Return the work bowl to processor. Combine remaining 2/3 cup sugar, cake flour,
cocoa powder, espresso powder, cinnamon, cloves, and pepper. Process at highest
speed in 3 "bursts" of 10 to 15 seconds each until fine-textured and well-mixed.
Remove from processor; set aside.
In an absolutely clean 6 quart pot, combine room temperature egg whites, cream
of tartar, and salt. With sturdy, hand-held electric mixer, beat at medium speed
until combined, then increase speed to high and beat until very white and foamy.
Gradually, about 1 tablespoon at a time, add the processed cup of sugar, beating
between each addition. With last addition of sugar, add vanilla. Continue
beating until this meringue holds stiff peaks, but do not overbeat.
Sift in about 1/2 cup of the processed sugar-cocoa-flour mixture, then gently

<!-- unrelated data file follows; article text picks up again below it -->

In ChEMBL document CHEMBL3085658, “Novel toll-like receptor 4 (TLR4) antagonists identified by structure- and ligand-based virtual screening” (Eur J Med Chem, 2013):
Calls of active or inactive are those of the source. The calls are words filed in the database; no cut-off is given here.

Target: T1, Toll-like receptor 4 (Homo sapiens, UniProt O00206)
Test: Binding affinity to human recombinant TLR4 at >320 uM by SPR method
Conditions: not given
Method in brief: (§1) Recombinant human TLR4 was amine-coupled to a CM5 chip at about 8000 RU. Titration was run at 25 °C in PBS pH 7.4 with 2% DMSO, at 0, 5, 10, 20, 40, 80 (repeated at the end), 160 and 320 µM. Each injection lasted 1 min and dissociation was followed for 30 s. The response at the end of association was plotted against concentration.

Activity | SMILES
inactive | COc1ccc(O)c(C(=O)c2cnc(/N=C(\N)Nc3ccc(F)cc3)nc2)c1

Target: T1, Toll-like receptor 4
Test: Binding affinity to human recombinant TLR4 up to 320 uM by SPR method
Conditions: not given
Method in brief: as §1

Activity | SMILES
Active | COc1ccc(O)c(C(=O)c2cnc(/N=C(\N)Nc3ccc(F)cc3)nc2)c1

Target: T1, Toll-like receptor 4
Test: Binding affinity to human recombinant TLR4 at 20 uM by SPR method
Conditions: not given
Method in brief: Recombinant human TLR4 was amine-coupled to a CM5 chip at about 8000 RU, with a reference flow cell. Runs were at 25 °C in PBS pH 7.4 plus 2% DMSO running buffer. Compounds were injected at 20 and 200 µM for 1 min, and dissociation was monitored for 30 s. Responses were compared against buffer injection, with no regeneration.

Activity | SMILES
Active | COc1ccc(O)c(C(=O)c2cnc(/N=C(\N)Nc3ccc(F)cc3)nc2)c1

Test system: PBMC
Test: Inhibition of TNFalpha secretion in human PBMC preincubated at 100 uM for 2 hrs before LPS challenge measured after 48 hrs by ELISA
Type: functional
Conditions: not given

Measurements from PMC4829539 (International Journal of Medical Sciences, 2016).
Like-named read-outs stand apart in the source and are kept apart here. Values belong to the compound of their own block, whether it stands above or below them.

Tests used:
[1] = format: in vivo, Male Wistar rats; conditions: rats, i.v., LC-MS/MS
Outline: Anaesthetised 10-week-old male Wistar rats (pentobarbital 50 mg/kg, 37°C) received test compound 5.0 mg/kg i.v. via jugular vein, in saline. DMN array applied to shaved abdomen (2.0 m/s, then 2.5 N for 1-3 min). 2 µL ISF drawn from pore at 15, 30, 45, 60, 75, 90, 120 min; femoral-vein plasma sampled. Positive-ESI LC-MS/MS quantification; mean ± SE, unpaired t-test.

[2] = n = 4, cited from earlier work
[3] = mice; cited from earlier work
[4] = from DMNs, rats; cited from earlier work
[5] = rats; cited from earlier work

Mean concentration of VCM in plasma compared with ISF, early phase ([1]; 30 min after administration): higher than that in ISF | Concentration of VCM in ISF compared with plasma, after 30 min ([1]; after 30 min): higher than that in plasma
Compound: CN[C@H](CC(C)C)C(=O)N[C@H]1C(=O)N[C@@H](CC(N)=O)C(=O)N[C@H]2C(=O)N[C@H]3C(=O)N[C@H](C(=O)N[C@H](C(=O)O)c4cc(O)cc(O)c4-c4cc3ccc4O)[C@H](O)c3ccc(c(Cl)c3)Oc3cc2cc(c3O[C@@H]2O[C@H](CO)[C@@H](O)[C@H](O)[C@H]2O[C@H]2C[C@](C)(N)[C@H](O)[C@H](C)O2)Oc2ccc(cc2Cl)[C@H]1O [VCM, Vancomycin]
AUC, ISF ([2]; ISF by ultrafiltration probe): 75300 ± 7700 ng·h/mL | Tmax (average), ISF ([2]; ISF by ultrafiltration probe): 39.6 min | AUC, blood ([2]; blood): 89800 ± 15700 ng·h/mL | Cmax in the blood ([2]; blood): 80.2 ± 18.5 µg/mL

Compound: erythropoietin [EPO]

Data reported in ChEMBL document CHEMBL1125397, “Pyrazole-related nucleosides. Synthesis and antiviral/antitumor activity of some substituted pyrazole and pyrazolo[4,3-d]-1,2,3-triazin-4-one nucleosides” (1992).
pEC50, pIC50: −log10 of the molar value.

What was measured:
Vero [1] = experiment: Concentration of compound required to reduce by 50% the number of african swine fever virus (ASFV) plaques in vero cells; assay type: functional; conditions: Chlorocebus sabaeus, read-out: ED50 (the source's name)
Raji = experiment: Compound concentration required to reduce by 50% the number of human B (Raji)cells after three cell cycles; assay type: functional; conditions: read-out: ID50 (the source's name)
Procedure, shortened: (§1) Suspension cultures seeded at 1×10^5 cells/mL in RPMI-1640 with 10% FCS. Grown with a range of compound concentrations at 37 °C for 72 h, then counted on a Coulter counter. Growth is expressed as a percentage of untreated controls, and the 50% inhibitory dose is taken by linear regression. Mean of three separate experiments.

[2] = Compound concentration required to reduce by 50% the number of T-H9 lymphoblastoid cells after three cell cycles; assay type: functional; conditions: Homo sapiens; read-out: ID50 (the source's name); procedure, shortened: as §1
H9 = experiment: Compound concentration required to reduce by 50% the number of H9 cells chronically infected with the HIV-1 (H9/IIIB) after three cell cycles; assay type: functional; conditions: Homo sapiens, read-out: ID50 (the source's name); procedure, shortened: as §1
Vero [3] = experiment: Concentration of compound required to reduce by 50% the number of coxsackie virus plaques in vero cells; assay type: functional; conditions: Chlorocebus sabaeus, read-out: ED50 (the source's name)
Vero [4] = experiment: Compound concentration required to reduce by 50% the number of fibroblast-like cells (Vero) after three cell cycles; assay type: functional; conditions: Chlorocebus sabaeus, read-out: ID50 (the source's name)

fold in with a large rubber spatula. Don't be too thorough at this stage.
Continue sifting in additions of the sugar-cocoa-flour mixture, about 1/2 cup at
a time, making certain to scrape the pot edges and bottom frequently. You want
to fold in these dry ingredients gently but quickly. You'll see that this
folding does deflate the meringue slightly, but the batter should still be
thick. Fold in the last addition of dry ingredients just until everything is
combined; do not overmix.
Carefully turn batter into assembled tube pan. Gently level with spatula. Now,
using a flat knife, cut through the batter several times in a pattern of
concentric circles to get rid of any large air bubbles. Place pan into preheated
Bake 30 to 40 minutes. While cake bakes, make sure you have a clean, empty,